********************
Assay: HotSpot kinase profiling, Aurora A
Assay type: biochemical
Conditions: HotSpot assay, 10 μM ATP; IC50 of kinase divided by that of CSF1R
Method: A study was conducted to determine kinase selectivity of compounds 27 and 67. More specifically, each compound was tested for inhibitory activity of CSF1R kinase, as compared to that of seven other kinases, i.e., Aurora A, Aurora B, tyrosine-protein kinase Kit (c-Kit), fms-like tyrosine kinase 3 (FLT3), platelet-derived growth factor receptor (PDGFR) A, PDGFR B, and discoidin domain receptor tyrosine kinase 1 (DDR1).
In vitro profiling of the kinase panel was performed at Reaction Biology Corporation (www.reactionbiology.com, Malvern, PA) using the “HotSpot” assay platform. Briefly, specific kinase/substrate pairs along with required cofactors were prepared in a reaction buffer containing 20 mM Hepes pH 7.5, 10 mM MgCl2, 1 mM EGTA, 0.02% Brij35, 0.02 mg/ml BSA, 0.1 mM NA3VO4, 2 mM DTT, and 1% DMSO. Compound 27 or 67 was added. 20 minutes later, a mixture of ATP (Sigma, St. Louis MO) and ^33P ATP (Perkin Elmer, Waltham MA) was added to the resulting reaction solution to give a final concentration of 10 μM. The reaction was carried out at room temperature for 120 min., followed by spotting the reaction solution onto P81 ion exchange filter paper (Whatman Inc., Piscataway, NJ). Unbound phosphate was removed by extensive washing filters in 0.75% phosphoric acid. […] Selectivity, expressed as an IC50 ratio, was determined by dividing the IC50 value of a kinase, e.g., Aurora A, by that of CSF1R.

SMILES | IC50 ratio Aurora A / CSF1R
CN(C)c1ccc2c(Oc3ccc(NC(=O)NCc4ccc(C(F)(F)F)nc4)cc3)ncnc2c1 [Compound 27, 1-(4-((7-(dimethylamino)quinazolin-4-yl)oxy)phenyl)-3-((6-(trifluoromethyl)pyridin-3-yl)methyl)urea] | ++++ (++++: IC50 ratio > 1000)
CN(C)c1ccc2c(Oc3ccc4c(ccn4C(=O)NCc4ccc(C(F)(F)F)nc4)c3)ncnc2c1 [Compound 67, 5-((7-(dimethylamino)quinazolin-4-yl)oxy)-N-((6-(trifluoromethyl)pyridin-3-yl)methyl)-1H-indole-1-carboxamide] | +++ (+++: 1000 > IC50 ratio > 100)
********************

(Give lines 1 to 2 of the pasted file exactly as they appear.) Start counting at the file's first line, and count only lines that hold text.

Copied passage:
Assay: HotSpot kinase profiling, Aurora A
Assay type: biochemical